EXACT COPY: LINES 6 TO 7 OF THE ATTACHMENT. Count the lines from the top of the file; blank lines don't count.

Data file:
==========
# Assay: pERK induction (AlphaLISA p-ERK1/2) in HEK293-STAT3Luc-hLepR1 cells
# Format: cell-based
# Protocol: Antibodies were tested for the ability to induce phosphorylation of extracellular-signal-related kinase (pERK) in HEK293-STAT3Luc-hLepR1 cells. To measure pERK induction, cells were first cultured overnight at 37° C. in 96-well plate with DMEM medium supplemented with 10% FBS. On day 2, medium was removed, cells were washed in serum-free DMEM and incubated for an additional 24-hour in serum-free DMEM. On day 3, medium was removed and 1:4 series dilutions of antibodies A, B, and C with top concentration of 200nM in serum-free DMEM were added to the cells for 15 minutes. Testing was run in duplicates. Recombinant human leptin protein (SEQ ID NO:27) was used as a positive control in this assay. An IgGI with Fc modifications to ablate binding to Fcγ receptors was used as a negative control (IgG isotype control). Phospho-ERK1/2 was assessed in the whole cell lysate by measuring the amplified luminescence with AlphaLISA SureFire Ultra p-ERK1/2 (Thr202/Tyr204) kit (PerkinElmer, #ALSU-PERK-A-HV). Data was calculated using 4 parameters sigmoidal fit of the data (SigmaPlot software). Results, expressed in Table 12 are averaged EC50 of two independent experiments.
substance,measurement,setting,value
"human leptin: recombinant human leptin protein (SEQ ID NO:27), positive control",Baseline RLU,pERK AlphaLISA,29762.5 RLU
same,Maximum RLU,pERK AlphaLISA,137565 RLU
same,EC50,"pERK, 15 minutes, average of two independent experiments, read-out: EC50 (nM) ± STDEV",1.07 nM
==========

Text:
same,Maximum RLU,pERK AlphaLISA,137565 RLU
same,EC50,"pERK, 15 minutes, average of two independent experiments, read-out: EC50 (nM) ± STDEV",1.07 nM